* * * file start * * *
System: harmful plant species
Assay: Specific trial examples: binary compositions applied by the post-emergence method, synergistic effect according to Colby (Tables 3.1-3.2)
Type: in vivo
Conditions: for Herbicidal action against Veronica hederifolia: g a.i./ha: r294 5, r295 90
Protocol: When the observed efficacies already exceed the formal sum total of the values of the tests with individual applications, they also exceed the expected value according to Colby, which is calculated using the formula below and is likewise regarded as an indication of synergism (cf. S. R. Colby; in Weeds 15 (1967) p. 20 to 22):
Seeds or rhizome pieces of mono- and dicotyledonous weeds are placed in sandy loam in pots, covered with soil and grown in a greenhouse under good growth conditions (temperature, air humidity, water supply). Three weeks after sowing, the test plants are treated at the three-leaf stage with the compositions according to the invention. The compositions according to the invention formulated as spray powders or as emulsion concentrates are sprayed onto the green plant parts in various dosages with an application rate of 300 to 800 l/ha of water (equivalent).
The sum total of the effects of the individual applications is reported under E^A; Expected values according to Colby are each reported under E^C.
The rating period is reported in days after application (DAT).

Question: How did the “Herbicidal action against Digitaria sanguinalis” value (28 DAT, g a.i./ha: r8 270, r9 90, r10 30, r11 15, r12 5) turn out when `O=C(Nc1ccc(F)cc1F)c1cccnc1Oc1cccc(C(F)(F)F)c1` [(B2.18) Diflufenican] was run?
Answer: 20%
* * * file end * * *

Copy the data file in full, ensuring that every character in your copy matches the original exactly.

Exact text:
System: harmful plant species
Assay: Specific trial examples: binary compositions applied by the post-emergence method, synergistic effect according to Colby (Tables 3.1-3.2)
Type: in vivo
Conditions: for Herbicidal action against Veronica hederifolia: g a.i./ha: r294 5, r295 90
Protocol: When the observed efficacies already exceed the formal sum total of the values of the tests with individual applications, they also exceed the expected value according to Colby, which is calculated using the formula below and is likewise regarded as an indication of synergism (cf. S. R. Colby; in Weeds 15 (1967) p. 20 to 22):
Seeds or rhizome pieces of mono- and dicotyledonous weeds are placed in sandy loam in pots, covered with soil and grown in a greenhouse under good growth conditions (temperature, air humidity, water supply). Three weeks after sowing, the test plants are treated at the three-leaf stage with the compositions according to the invention. The compositions according to the invention formulated as spray powders or as emulsion concentrates are sprayed onto the green plant parts in various dosages with an application rate of 300 to 800 l/ha of water (equivalent).
The sum total of the effects of the individual applications is reported under E^A; Expected values according to Colby are each reported under E^C.
The rating period is reported in days after application (DAT).

Question: How did the “Herbicidal action against Digitaria sanguinalis” value (28 DAT, g a.i./ha: r8 270, r9 90, r10 30, r11 15, r12 5) turn out when `O=C(Nc1ccc(F)cc1F)c1cccnc1Oc1cccc(C(F)(F)F)c1` [(B2.18) Diflufenican] was run?
Answer: 20%